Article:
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Health that Sings

TAG/The Architects Group designed a physicians’ office park that is warm and homelike—including the welcome zapping of registration cubbies.









Project Name: Singing River Hospital Office Park
Location: Pascagoula, Miss.
Architect: TAG/The Architects Group Inc., Mobile
Construction Manager: Stewart Smith, Johnson Development LLC, Birmingham
General Contractor:  Hank Torjusen, Fletcher Construction Co. Inc., Pascagoula, Miss.
Engineer: Schmidt Consulting Group Inc., mechanical, electrical and civil, Pensacola, Fla.; Barter and Associates Inc., structural, Mobile

Creating a comfortable, welcoming facility where patients receive state-of-the-art care might seem a fairly standard order in the realm of healthcare design and construction, but TAG/The Architects Group Inc. took the request quite a bit further with the Singing River Hospital Office Park.

The recently completed three-story, 76,000-square-foot facility in Pascagoula, Miss., already has tentative plans for future expansion, but Dan Borcicky says his team is still celebrating the completion of a challenging but rewarding project.

“It was fun, because it was like designing three buildings in one and watching them all come together seamlessly,” says Borcicky, a TAG principal and the firm’s design director.

The Mobile-based firm provided architecture, interior design and construction management services for the three-year project, begun in February 2008.

Specifically, the first floor houses the facility’s comprehensive health and wellness center, featuring an indoor lap pool, cardio training space and strength and conditioning areas. The childcare facility, cardio rehabilitation services and physical therapy areas are also on the first floor.

The second floor has standard office suites, as well as a pain center and neurosurgery center, while the third floor houses a cutting-edge diagnostic facility and women’s center.

“It was so interesting to put all of these different elements together and still have it feel like one building when we were finished,” Borcicky says.

And although the project’s developer did not opt to seek a Leadership in Energy and Environmental Design designation for Singing River, interior designer Alice Cutright says LEED principles are an intrinsic part of TAG’s approach and visible throughout the $20 million project’s design.

“Sustainability is something we’re aware of and try to incorporate into all of our projects, so whether it’s using materials with the most recycled content or working local vegetation into the design, that commitment is visible from start to finish at Singing River,” she says.

Of course, removing the clinical stigma associated with healthcare design presented its own set of challenges. Cutright says little touches—such as the hardwood floors throughout the third-floor women’s center and the native reeds, grass and leaves worked into translucent panels surrounding the elevators—can easily give 21st-century facilities more of a living-room feel than their antiseptic predecessors.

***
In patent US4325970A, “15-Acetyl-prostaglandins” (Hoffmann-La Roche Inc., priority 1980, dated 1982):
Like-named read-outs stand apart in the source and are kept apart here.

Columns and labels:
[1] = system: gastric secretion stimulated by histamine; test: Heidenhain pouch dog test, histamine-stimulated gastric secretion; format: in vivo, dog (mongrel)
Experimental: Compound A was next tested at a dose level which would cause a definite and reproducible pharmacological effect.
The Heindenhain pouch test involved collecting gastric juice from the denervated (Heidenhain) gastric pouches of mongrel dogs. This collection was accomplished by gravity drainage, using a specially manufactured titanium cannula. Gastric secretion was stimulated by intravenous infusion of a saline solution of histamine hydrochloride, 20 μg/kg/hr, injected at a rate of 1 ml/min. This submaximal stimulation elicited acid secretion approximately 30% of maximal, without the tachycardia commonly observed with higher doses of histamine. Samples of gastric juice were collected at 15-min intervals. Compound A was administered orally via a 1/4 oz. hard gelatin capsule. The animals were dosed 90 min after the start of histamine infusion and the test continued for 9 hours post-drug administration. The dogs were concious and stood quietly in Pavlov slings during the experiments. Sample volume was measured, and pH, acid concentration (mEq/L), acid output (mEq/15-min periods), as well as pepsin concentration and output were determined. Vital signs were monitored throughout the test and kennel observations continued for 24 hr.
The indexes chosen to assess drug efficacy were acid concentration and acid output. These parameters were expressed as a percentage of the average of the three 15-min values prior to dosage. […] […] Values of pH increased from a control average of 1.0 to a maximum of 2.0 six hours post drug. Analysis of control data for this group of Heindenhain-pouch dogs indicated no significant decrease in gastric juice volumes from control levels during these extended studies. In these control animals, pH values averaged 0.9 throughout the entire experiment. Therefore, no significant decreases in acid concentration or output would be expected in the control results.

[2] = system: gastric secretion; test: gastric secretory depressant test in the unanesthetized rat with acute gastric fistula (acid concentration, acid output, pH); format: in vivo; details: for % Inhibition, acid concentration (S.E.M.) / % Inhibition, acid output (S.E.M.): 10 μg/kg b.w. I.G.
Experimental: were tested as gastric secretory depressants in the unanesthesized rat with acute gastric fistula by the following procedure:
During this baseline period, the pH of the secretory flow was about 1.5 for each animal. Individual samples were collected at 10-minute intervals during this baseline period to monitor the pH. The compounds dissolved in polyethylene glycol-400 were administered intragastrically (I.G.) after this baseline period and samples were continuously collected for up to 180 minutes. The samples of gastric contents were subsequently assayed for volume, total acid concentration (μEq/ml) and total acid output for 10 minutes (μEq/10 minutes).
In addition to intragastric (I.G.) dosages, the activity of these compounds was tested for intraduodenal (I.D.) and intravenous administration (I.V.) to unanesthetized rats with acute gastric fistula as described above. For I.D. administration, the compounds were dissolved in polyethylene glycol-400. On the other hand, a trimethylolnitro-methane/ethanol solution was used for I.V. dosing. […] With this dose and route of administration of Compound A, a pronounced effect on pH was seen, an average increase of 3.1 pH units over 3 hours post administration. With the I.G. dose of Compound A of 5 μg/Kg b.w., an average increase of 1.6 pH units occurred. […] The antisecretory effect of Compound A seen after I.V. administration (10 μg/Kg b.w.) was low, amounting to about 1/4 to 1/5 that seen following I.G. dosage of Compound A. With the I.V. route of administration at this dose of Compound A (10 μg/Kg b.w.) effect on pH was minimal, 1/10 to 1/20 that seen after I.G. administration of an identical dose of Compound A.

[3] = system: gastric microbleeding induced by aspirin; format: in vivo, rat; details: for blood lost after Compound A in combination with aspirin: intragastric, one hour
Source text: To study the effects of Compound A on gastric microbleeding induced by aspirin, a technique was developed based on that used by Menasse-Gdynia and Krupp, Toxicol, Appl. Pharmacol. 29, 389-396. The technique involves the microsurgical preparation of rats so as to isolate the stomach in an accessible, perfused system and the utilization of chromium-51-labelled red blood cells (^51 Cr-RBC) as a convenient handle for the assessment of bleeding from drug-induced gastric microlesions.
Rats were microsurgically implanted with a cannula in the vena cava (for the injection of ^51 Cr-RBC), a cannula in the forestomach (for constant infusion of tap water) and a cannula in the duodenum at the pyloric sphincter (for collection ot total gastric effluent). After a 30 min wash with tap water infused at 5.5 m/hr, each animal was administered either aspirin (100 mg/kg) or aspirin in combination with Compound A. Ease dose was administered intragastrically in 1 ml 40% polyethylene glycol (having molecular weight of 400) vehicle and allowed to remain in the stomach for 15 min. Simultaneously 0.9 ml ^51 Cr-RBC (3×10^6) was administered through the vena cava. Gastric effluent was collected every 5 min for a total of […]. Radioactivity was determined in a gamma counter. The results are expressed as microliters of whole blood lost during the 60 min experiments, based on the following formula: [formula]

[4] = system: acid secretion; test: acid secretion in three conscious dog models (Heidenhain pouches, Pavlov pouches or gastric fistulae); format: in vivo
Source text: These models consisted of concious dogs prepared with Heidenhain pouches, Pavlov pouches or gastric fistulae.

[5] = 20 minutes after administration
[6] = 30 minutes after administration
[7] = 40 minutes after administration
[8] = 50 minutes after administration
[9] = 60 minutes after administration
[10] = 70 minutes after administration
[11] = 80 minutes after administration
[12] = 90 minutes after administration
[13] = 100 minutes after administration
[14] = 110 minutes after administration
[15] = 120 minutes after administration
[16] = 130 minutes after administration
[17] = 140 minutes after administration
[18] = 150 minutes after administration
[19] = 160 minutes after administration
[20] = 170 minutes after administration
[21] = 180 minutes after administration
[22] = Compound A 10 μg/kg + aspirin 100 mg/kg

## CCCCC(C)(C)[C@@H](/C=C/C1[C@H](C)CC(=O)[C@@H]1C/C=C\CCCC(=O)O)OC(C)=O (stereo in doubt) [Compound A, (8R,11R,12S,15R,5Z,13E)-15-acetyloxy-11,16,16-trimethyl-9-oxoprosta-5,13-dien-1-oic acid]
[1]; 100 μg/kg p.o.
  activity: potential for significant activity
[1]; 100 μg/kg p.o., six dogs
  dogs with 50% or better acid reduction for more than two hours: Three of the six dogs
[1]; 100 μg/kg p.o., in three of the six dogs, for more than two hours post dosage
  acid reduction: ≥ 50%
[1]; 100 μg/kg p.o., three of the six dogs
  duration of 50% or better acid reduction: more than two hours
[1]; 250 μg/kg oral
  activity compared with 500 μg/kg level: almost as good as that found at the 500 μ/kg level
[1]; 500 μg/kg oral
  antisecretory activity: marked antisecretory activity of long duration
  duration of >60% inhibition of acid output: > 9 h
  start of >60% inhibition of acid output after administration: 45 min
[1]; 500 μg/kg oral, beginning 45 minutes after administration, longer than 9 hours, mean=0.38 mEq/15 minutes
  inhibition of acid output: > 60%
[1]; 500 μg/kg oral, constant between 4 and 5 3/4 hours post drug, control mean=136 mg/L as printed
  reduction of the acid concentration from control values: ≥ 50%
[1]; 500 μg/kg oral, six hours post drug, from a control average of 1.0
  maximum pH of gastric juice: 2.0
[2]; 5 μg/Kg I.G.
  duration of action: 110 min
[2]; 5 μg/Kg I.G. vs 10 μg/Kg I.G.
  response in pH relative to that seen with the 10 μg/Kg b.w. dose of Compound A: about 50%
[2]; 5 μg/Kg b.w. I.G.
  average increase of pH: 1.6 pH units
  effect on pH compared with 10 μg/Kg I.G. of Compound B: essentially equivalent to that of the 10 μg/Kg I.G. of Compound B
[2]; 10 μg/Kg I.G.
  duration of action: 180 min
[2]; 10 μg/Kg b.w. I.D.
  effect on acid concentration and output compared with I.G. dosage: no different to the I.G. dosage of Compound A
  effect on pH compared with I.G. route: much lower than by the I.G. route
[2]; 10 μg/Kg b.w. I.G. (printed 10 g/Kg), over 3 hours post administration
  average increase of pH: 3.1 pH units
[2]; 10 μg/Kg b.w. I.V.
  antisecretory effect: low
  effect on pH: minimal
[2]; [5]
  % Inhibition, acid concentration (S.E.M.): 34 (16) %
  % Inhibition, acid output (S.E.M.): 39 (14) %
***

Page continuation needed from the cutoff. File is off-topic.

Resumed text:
In addition, Borcicky says drawings for the project were only about 30 percent complete when word came that the wellness center would be added, boosting the square footage by nearly 40 percent from the original 55,000-square-foot projection.

“I had to work with my plan I already had and add on to it. You just adjust and keep working,” he says.

To accommodate the last-minute change, Cutright says, TAG proceeded with construction of the building’s shell, buying time to complete drawings of the revamped interior without slowing down the project.

“That way they didn’t have to wait three more months to start construction while we finished up the drawings. We were able to get the project rolling, and that helped us stick to our timetable and our budget,” Borcicky says.

Moreover, a developer spearheaded the Singing River project, meaning TAG not only had to contend with its requirements and budgets, but do so while ascertaining the needs and constraints of both patients and facility staff.

Borcicky and Cutright agreed, however, that TAG’s ability to tie so many competing functions together without compromising flow or aesthetics set Singing River apart from other contemporary medical facilities.

“We worked very hard to be sure it doesn’t feel so clinical, and that meant incorporating a lot of natural materials and neutral color schemes with some accents that help tie everything together,” she says, adding, “Durable, easily-cleaned materials are just a given for healthcare interior design, but Singing River definitely has more of a residential feel to it.”

In addition, Borcicky says the first-floor registration area was designed to serve all of the building’s functions in a sort of one-stop shop, while also offering interactive kiosks for patients who are already registered and in the system.

“It’s very similar to what the airlines do, and it was a way for the staff to keep registration centralized but still give the more savvy patients a more user-friendly experience,” he says. “It’s also a very casual design that encourages interaction, and it completely eliminated the need for separate little registration cubbies.”

Borcicky also notes special lighting was used throughout the project to highlight particular features, the use of rounded ceiling panels at key locations and the opening of a first-floor coffee shop.

“It just feels comfortable,” he says.

Kelli Dugan is a freelance writer for Business Alabama. She lives in Mobile.

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